Sea Grant 2016-01-21

Whether you’re a resident of the Lake Erie watershed, a Lake Erie enthusiast, or just want to learn more about Ohio’s greatest natural resource, please contact us at Ohio Sea Grant! You can check out our calendar of events, or follow us on social media (Twitter, Facebook, or Instagram). We look forward to hearing from you!

(Submitted by Tory Gabriel, Extension Program Leader and Fisheries Outreach Coordinator for Ohio Sea Grant)

All photos: Ohio Sea Grant

Stretching consumers’ purchasing power at farmers’ markets

Produce 2016-01-14How do you double consumer purchasing power at your local farmers’ market? Follow the lead of markets in Cleveland, Columbus, and Cincinnati. They have helped SNAP recipients with a free dollar-for-dollar match for every dollar spent (up to $10) using an Ohio Direction Card. In Cuyahoga County, the SNAP incentive program is referred to as Produce Perks, and the additional match provided can be redeemed for fresh fruits and vegetables.

Such programs provide a variety of community benefits. In Cleveland, many farmers’ markets are located in food deserts, defined as areas with limited access to affordable and nutritious food that are often composed of predominantly lower‐income populations. In these cases, farmers’ markets provide residents with access to fresh, local fruits and vegetables that are often not offered at common shopping destinations, such as corner stores. Incentive programs help SNAP recipients stretch their monthly food budget and promote the consumption of fresh, local fruits and vegetables. In addition to providing community health benefits, incentive programs help support local farmers by providing them with new a customer base and helps to diversify their revenue streams.

To develop an EBT incentive program at your farmers’ market you must first apply for an FNS (Federal Nutrition Services) number through the USDA, which allows the market to accept Ohio Direction cards. After receiving your FNS number, you will be contacted by Market Link to receive free EBT equipment that will be used for swiping Ohio Direction cards at your market. Funds for the incentive match dollars will need to be obtained. Currently, most incentive programs are funded by local private foundations. However, more recently the USDA offers grants under the Food Insecurity Nutrition Incentive program to support incentive programs. A dedicated market staff member or volunteer will be needed to manage the program and train vendors on item eligibility with tokens, as well as track all SNAP sales for reporting.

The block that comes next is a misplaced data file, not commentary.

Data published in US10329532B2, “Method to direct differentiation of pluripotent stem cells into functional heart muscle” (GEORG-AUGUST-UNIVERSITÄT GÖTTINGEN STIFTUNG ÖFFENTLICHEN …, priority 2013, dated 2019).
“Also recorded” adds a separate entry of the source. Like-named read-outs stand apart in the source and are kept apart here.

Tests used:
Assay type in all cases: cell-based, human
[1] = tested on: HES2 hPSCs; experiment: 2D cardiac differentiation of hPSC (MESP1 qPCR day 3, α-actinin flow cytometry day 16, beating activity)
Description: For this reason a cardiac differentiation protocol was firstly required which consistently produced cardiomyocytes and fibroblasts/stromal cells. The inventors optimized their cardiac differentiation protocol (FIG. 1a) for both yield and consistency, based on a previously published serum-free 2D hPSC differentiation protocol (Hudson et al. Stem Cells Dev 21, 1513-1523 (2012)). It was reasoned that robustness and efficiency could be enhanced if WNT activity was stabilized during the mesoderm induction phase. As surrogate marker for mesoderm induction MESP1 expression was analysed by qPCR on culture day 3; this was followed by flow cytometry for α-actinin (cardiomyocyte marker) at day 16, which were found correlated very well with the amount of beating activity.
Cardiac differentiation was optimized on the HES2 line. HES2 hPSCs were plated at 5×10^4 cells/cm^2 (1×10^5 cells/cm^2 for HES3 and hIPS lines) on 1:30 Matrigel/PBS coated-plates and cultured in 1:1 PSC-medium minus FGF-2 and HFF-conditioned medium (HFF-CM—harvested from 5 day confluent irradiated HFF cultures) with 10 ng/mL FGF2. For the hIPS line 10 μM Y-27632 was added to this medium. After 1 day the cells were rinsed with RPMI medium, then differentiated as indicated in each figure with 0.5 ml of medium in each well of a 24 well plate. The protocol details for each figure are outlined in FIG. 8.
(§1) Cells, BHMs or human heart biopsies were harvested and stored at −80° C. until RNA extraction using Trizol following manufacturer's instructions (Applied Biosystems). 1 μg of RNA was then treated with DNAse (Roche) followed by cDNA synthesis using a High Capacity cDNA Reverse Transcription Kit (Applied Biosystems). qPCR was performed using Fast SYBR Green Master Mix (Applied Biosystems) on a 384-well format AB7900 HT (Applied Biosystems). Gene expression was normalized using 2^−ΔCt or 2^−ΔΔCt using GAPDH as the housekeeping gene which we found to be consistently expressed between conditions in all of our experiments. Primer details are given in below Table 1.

Checklist for developing a SNAP Incentive Program:

  • Obtain an FNS number from the USDA
  • Obtain EBT Equipment from USDA/Market Link
  • Secure funding for incentives
  • Develop token system for tracking EBT and incentives
  • Ensure dedicated market staff or volunteer can manage the program
  • Train market vendors about item eligibility with tokens
  • Develop marketing plan for SNAP outreach
  • Track SNAP sales for reporting

To learn more about developing an incentive program at your farmers’ market, contact Amanda Osborne, County Extension Educator, Cuyahoga County & Western Reserve EERA, at or 216-429-8200 ext. 212.

Evidence of your passage


Happiness…it’s important to Americans – in fact, the unalienable right to search for happiness is touted in the U.S. Declaration of Independence: “…life, liberty, and the pursuit of happiness.” The document that represents the foundation upon which our country was built, calls out the importance of happiness – now that’s something. I won’t deny that being happy is important, and it sure does feel good, but is it all that matters? Is happiness the goal, or is it a byproduct of something more meaningful?

From the time I was an undergraduate, and heard a political science professor talk about his experience as a young child in a Nazi concentration camp, I’ve been fascinated with the stories of Holocaust survivors. Hundreds of books have been penned by these remarkable people, and a recurring theme among them seems to focus on the survivors’ ability to find meaning, even in the most bleak and horrible situations.

Viktor Frankl, a noted neurologist and psychiatrist, wrote in his memoir, Man’s Search for Meaning, about his experiences at Auschwitz and Dachau. Frankl examines the importance of finding significance, even in unbearable circumstances. He writes that a person who, “knows the why for his existence, will be able to bear almost any how.” Wow, that’s definitely about more than just feeling happy. But Frankl goes on to say that, “Everything can be taken from a man but one thing, the last of the human freedoms – to choose one’s attitude in any given set of circumstances.” Maybe his point is not that we should chase happiness, but that we can choose it – that in our pursuit of meaning, we choose an attitude that allows us to be helpful, grateful and kind – an attitude that opens us to happiness – or at least to a more positive emotional state.

It reminds me of a quote I read recently from Pope John XXIII. He said, “Do not walk through time without leaving worthy evidence of your passage.” Perhaps when we find meaning in our lives, by serving, loving, educating, helping, protecting, enlightening, supporting others, we discover that happiness is not the goal of our existence, but it is the consequence of our actions and our intentions. By pursuing and creating purpose in life, we ready our hearts and minds for the joys – both large and small – that we choose to experience along the way. So, although the pursuit of happiness may be a different journey for every person, our common goal may be a desire for each of us to create a more meaningful passage through time.

Becky Nesbitt is an Assistant Professor and Extension Educator in Community Development with OSU Extension. To learn more about Becky’s educational efforts, visit